It’s been four years since his complicated relationship with Alice Morgan brought John Luther to his knees and got him arrested. But poor John, once again, can’t stop to grieve or sulk as he has yet another psychopath on loose, certainly the most gruesome he has ever faced.
Here’s a quick recap of season five to jolt your memory: DCI John Luther (Idris Elba), while pursuing a case, crosses paths with rick prick gangster George Cornelius (Patrick Malahide) who believes that Luther kidnapped his son. Alice (Ruth Wilson) who was written off as dead, comes back and kills Cornelius’s son, and things go wrong. Cornelius kidnaps Alice and other close friends of Luther... and executes one of them (poor Benny). Eventually, Luther strikes a deal with Cornelius and saves his friends. But this pisses off Alice who unsuccessfully attempts to shoot up Cornelius, kills DS Catherine Halliday (Wunmi Mosaku) and eventually falls to her death from an under-construction building after a duel with Luther. Detective Superintendent Martin Schenk (Dermot Crowley) arrives with his team to arrest Luther, thanks to Cornelius’ scheme to frame him.
Luther: The Fallen Sun is a film continuation of the BBC series, and it picks up from when Luther was sent to prison. However, the makers have changed things a bit to take forward the narrative. We are told that Luther wasn’t arrested at the construction site by Schenk, but that he was arrested while pursuing a new case instead: the kidnapping of a young man named Callum Aldrich. This is surely a bumpy start as the series finale left us with quite a stirring picture of Luther being cuffed. Yet, a new case is what was certainly needed and the series didn’t leave enough threads to be pulled for a movie.
Luther: The Fallen Sun (English)
The new case centres on a serial killer, David Robey (Andy Serkis). David has kidnapped people over the years, hidden them in secret places or stored their bodies after killing them. In the present day, he decides to put on a show for the loved ones of these victims; they arrive at a specific location where the bodies of the victims hang from the ceiling before being set on fire.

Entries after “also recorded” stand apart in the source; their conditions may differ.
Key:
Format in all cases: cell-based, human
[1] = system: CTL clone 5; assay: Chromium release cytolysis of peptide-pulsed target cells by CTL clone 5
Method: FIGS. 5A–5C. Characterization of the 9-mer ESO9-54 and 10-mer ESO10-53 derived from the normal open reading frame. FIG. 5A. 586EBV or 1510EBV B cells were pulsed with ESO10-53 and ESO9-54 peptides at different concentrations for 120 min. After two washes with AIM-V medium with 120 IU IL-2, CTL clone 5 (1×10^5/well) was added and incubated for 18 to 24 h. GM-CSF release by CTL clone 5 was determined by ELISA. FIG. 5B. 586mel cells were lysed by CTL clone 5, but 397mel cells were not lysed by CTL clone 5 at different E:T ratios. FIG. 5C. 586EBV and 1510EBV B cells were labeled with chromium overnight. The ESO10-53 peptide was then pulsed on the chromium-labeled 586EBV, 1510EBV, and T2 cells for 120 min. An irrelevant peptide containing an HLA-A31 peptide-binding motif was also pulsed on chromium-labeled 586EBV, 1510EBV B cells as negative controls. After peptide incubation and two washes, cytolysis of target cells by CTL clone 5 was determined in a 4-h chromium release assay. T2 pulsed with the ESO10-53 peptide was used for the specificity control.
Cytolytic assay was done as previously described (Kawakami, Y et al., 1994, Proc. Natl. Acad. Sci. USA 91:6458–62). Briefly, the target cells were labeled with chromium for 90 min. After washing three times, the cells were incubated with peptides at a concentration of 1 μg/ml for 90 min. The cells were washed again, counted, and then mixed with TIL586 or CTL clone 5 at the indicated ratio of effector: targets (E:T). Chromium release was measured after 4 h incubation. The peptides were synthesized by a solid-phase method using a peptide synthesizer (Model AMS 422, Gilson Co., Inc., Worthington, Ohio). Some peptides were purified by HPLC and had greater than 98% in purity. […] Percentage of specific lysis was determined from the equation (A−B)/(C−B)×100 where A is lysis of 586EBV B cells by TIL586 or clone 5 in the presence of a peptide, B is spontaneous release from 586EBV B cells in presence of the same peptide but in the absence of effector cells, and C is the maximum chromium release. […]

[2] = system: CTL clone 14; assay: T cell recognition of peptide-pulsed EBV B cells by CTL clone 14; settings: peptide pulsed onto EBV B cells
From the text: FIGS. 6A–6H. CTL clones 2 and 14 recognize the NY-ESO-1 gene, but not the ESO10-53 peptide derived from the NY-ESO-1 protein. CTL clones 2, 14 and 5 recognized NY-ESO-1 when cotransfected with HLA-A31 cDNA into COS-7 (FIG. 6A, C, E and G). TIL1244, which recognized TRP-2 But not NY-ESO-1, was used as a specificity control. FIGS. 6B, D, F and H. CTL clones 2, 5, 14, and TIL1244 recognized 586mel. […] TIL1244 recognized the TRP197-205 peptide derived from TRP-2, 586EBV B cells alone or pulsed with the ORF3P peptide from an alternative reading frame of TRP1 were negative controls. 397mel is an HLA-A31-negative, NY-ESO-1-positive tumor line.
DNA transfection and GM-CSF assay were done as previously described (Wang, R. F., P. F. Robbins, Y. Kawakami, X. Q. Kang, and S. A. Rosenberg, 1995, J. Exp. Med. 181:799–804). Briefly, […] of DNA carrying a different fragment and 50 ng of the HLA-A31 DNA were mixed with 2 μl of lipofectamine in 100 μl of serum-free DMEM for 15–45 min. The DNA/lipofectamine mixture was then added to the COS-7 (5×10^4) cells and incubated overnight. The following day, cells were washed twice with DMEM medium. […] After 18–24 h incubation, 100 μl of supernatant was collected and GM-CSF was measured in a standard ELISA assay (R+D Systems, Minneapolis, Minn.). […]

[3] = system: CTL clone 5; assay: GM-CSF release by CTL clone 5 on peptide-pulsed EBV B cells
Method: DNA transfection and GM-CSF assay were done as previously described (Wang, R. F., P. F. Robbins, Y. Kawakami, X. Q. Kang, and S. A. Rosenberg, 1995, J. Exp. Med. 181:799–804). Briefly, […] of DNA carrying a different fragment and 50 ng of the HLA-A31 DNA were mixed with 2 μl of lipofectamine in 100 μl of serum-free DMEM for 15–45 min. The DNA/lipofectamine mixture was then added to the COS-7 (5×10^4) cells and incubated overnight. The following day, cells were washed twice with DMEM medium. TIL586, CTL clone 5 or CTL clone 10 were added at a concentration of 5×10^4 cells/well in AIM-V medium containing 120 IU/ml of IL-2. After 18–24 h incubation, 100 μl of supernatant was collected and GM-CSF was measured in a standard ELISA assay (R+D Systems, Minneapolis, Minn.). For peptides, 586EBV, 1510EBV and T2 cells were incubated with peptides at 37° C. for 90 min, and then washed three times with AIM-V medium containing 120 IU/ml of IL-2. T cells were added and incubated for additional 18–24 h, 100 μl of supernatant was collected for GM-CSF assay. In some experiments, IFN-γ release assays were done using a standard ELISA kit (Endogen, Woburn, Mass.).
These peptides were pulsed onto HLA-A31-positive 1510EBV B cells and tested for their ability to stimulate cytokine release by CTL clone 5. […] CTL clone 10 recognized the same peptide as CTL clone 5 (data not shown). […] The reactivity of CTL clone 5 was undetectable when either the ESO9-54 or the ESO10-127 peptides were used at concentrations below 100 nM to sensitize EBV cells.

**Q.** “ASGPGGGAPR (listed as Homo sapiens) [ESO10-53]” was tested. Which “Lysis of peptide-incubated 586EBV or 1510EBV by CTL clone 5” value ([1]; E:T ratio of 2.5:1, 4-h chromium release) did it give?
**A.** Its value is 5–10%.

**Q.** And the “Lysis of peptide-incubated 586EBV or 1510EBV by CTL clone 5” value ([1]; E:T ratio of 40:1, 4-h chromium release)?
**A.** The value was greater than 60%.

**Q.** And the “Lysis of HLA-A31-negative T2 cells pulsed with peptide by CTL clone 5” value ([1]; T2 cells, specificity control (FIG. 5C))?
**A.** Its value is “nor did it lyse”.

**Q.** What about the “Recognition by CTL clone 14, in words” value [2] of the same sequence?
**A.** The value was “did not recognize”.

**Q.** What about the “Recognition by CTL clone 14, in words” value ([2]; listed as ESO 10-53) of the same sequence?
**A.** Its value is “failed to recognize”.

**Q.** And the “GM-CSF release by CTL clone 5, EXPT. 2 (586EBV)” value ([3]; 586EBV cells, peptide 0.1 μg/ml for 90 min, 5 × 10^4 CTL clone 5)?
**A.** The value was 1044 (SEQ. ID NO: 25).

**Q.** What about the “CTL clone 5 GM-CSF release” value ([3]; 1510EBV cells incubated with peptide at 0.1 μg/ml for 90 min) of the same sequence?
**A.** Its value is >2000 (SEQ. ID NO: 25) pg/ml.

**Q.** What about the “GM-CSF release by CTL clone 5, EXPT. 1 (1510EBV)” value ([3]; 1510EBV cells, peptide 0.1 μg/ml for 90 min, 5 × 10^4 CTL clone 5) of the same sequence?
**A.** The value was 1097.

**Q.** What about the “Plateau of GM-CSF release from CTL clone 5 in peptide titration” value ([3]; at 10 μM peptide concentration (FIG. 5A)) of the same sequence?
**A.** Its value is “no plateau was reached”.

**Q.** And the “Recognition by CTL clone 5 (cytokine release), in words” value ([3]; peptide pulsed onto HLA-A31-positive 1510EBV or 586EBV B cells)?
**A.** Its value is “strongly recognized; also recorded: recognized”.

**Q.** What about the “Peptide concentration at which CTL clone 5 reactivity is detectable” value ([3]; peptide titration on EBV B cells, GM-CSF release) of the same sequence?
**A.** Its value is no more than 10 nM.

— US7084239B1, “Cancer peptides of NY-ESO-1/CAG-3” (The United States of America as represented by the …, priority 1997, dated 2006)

One of the deceased was Callum Aldrich, who Luther was pursuing. Luther is confronted by the victim’s loved one for not keeping the promise (Luther didn’t learn from season four’s Megan Cantor). And with David taunting Luther, he hatches out a prison escape plan. The fight choreography in this scene is truly outstanding. On the investigation front, it’s all plain and expected — there’s a mole inside the station, Schenk is called for help, and the new DCI, Odette Raine (Cynthia Erivo), despises Luther and is more concerned about him than the killer.
Meanwhile, the identity of the serial killer is revealed right at the beginning, making it more of a cat-and-mouse game than a whodunit; an idea that was as impressive as it was in the show as it is in the movie. Andy Serkis’s David Robey uses the ugliest secrets of people to blackmail them and get his job done. As it is revealed, he uses it to put on a show, inside a Red Room of sorts, for dark net users to watch live-streaming of ghastly violent crimes.
Robey also takes the cake as the Luther villain with the most body count. However, the story doesn’t render him any good as he turns out to be a pretty one-note villain. We see that something unfortunate happened to his wife, who on the other hand, says that he was a good man. This thread is disappointingly used in an elementary fashion instead of digging further into his psyche.
Luther is a series that is known for playing around with the format, having been able to tell a story in two episodes (fourth season)or six (first season). In The Fallen Sun, the makers are trying to see if they could tell it over the same duration that two episodes take, but as a film it is stripped of all the cushioning that television offers. It needs to have an engaging narrative and a taut screenplay, all the while championing the character of Luther, and yet retaining its distinctiveness.
The choice to make a sequel film seems fascinating, especially given that the world of Luther is never short of surprises. The film is definitely larger in scale thanks to more budget, and Idris Elba’s Luther needed to come out of the small screen. However, the story still feels something akin to an episode of the show. Yes, Luther is still Luther, and we see nuggets of great action sequences and moments that remind us of why we cheered for him in the first place.
But there are too many missteps in its two-hour runtime. Further, some very predictive turns make it a regular rogue police actioner and a rudimentary sequel. At one point, when the characters go to a snowy mountain, you wish they don’t get on ski jets and chase each other.
All that said, Elba is a beast as Luther and one can’t wait to see where he takes this character going forward; once again, he proves that he doesn’t need to become James Bond. He’s John Luther.
Luther: The Fallen Sun is currently streaming on Netflix